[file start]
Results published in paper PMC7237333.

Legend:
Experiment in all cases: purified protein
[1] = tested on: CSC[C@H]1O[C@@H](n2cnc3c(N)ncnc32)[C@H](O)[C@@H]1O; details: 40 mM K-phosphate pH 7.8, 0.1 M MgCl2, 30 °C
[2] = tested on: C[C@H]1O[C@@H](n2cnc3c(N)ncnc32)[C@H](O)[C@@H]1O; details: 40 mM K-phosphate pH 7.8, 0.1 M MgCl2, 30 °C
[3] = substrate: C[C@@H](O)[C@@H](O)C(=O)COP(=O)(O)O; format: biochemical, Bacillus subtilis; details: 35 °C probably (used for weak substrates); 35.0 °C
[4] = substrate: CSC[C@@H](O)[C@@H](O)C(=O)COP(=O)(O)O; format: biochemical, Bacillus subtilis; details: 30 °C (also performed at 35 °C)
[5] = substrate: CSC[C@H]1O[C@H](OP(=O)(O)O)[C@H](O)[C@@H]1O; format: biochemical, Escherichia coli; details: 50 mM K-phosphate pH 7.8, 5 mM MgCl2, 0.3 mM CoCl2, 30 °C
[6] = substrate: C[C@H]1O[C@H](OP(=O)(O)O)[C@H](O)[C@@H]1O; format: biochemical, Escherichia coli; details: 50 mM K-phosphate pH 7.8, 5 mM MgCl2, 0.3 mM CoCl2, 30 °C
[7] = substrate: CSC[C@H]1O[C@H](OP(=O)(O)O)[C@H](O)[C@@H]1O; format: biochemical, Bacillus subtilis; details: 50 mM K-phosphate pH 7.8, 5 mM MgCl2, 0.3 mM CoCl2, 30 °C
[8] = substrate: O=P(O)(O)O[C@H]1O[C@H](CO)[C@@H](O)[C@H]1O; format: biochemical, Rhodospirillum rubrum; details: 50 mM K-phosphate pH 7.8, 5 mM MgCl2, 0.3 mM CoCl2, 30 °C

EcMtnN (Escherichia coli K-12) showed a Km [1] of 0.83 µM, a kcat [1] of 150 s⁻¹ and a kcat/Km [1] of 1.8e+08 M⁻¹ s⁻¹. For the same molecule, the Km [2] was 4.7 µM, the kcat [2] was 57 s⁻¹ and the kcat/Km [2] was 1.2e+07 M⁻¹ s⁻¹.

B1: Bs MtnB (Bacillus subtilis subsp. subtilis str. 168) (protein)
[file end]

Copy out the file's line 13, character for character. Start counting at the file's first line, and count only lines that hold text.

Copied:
B1: Bs MtnB (Bacillus subtilis subsp. subtilis str. 168) (protein)